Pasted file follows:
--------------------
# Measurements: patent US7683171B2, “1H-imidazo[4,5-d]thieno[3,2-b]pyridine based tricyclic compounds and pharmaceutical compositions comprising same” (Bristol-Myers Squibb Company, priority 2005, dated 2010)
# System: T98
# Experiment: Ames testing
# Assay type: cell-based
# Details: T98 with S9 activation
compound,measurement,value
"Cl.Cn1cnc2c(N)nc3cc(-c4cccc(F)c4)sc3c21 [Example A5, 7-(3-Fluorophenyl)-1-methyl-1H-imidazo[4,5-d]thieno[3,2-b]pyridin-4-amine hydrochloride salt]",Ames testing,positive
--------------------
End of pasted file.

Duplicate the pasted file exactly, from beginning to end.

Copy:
# Measurements: patent US7683171B2, “1H-imidazo[4,5-d]thieno[3,2-b]pyridine based tricyclic compounds and pharmaceutical compositions comprising same” (Bristol-Myers Squibb Company, priority 2005, dated 2010)
# System: T98
# Experiment: Ames testing
# Assay type: cell-based
# Details: T98 with S9 activation
compound,measurement,value
"Cl.Cn1cnc2c(N)nc3cc(-c4cccc(F)c4)sc3c21 [Example A5, 7-(3-Fluorophenyl)-1-methyl-1H-imidazo[4,5-d]thieno[3,2-b]pyridin-4-amine hydrochloride salt]",Ames testing,positive